Our test car also featured the £600 upgraded Bose sound system, delivering eight speakers in the doors, one in the centre and a subwoofer neatly tucked into the spare wheel in the boot. It sounds great. If you want punchy bass to accompany the throaty roar of the engine, then look no further. 

Add to that a huge refrigerated glove box and it's smiles all round; there's certainly enough space for a good-sized sandwich lunch. We did find ourselves missing any sort of central armrest or cubby hole, though, but that pushes you to drive with both hands on the wheel, rather than lounging like you're on the sofa in front of the TV.

Cruise control comes as standard, in addition to dual-zone climate control and parking sensors. That's most bases covered, so there are few technology upgrades to pine for beyond the standard outlay.


There are oversized twin exhausts on the Giulietta QV, with something called a "sound intake generator" (a growing trend) to enrich the noises and help stir your sporty passions. Shame there's no start button to lend a sense of excitement to firing up the Giulietta.

However, we're quite taken with the exhaust note and the accompanying pops and coughs as you skip down gears while under-braking, and the enthusiastic purr as you power up hills. Enhanced it is, but every manufacturer is doing that these days, from Ford through to McLaren.

Known as Alfa DNA, there are three driving modes in the Giulietta Quadrifoglio: dynamic, natural and all-weather. These govern the way the engine and gearbox perform, changing the driving style of the car. We've seen it plenty of places elsewhere, but its ability to help us raise an eyebrow in the all-weather setting makes it a little different in the Alfa. When conditions are likely to be more slippery it will cut in earlier to keep us safe, but we'd rather not have to engage that mode if we're honest, we sort of just want it to happen anyway.

It's hard to ignore the headline 240bhp on this front-wheel drive car. Many manufacturers are moving to four-wheel drive when offering these levels of power (Audi Quattro, VW 4Motion) and we found it easy enough to spin these Alfa wheels, even on dry roads. Accelerate hard and you'll have the front of the Giulietta Quadrifoglio squirming, and with the lightening of the steering at starting or slow speeds it can feel a little lost.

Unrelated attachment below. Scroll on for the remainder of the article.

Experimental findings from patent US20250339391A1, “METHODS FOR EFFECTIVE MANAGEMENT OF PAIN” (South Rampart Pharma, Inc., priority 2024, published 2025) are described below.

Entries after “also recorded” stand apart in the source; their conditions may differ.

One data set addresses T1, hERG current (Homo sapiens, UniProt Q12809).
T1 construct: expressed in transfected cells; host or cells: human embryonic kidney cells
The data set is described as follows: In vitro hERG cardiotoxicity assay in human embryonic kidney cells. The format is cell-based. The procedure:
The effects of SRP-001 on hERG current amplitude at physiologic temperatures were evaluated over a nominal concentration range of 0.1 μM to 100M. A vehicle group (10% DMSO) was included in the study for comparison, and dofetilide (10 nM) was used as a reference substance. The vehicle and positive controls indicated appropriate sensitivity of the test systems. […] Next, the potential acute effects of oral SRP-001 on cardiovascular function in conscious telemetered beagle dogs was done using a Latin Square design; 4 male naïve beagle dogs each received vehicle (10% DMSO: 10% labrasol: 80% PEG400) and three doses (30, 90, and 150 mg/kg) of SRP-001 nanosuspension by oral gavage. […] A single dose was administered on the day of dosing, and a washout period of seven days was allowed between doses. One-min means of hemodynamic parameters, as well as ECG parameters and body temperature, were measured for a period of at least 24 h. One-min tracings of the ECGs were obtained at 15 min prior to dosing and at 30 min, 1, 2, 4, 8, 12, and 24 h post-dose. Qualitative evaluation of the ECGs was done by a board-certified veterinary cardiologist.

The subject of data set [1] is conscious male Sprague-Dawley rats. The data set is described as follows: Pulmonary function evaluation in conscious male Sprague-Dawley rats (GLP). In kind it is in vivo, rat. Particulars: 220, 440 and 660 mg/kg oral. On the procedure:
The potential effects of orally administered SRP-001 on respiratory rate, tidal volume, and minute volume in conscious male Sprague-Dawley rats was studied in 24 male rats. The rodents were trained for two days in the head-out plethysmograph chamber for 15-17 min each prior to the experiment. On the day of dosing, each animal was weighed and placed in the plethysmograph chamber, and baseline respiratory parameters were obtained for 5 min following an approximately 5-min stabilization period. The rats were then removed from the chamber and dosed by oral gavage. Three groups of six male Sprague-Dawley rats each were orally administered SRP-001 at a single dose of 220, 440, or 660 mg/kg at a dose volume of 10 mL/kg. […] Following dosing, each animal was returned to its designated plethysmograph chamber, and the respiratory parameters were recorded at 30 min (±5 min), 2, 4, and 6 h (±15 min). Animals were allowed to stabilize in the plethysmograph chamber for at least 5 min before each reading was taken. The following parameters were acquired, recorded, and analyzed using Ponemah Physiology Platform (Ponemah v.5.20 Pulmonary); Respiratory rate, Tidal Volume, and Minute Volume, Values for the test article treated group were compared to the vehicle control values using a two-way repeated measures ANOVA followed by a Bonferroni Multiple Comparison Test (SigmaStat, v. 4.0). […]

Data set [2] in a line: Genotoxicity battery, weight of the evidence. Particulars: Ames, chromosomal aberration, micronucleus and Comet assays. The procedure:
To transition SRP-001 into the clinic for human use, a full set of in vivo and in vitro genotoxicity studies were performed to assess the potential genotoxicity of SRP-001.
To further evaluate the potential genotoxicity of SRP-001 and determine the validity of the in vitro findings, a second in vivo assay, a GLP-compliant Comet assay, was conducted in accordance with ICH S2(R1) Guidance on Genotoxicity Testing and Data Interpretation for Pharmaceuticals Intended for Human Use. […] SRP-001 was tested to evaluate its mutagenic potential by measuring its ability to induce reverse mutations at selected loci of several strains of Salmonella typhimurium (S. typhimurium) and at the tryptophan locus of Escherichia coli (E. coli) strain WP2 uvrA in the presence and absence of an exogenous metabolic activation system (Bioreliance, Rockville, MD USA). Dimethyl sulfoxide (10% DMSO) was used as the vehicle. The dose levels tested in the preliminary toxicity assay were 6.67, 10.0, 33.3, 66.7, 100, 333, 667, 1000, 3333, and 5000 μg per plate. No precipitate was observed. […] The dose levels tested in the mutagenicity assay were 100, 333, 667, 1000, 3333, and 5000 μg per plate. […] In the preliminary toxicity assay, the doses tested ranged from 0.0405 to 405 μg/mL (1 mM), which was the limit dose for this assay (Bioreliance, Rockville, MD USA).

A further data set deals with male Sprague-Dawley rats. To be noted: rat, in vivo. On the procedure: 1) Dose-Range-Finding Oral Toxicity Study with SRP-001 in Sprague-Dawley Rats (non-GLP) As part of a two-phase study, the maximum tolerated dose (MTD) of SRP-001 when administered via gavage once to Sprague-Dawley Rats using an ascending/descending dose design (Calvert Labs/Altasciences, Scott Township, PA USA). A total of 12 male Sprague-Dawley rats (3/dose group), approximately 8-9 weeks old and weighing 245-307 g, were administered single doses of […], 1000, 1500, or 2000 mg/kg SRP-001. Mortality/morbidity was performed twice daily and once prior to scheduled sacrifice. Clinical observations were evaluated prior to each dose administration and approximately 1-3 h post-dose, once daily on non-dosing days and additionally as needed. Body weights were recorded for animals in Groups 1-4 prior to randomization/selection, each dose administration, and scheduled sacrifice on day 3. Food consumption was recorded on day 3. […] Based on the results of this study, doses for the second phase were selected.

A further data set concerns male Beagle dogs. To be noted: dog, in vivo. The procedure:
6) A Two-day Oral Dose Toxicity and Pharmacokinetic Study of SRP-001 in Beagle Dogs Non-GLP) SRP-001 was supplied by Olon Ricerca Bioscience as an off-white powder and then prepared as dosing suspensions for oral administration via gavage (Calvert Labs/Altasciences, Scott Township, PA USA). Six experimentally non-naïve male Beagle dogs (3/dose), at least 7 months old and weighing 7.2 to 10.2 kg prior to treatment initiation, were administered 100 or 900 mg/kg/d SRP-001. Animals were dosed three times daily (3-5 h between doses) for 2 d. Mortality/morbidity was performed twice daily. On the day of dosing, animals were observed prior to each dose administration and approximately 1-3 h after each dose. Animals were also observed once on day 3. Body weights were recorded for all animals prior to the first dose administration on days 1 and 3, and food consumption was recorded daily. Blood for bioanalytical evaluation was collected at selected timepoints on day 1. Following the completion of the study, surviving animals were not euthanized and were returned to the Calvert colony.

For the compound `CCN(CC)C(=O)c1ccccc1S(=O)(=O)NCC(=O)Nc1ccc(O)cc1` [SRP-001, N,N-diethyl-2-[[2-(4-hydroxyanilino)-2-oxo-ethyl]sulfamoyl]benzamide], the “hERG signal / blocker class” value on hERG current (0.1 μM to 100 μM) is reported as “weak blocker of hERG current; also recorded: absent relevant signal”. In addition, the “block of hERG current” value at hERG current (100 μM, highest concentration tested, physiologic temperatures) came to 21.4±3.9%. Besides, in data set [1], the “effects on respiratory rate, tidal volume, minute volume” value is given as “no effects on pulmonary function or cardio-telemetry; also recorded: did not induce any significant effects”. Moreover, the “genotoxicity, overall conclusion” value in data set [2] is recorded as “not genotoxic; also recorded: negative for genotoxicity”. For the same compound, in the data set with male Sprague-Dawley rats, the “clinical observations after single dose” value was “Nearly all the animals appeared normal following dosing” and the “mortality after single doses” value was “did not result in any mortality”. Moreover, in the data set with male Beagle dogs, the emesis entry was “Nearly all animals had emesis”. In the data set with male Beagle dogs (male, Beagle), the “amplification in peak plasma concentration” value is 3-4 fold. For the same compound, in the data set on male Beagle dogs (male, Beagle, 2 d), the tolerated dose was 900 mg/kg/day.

The standard arrangement is paring that 1.75l petrol engine to a dry twin clutch 6-speed autobox, with steering wheel paddles for shifting backup. And we found ourselves reaching for the paddles fairly quickly.


Although there's plenty of power in this flighty hot hatch, things can be a little slow to react from the gearbox when you really want them, such as cornering or speeding around roundabouts, where dropping a gear to keep the revs up delivers a better delivery of that power.

Once underway, it's a lovely smooth gearbox and there's plenty of power when you want to cruise past those pottering along the motorway. The 18-inch wheels and tight suspension give a slightly harsh ride, but that's fitting with the sporty aims of this car. It means there's a little more noise from the road than you might want, but we found it comfortable enough.

The steering weight changes as you drive which, again, is fairly common - although we'd much prefer the option to set it to something heavier all the time. Without that heavier steering, this Alfa sometimes feels a little disconnected. For a typical city driver that probably won't matter, but those who want to put the performance side of this car first might feel it lacks the desirable control.

Once you're on the road the Quadrifolio Verde, although faster in a straight line than some of those obvious rivals, doesn't quite feel as adept as it should. It's a lovely car, but such strong hot hatch performance from rivals - whether that's the affordability of the Ford Focus ST, refinement of the Audi S3, or practicality of the VW Golf GTi - arguably leave this Alfa struggling to find its place on the starting grid.


The Alfa Romeo Giulietta Quadrifolio Verde is a nice car; it's a welcome boost over the standard editions of the Giulietta and ideal for those seeking something a little more sporty.

But for hot hatch fans it might not hit the mark. The Quadrifolio price point pushes it towards more capable models, while it's also undercut but those manufacturers offering better bang for your buck.

That doesn't mean there isn't a market for it though. For those who want to escape the boy racer stigma, who want something a little more distinctive, without feeling like they're joining the amassed ranks of owners of those other cars, then the Giulietta still has plenty of appeal.

We've loved driving the Giulietta Quadrifolio Verde: it's well specified, comfortable up front, and has an iconic design. However, it's neither the most premium mid-sized hatch, nor the best performer, so the temptation to look elsewhere is this Alfa's single biggest issue.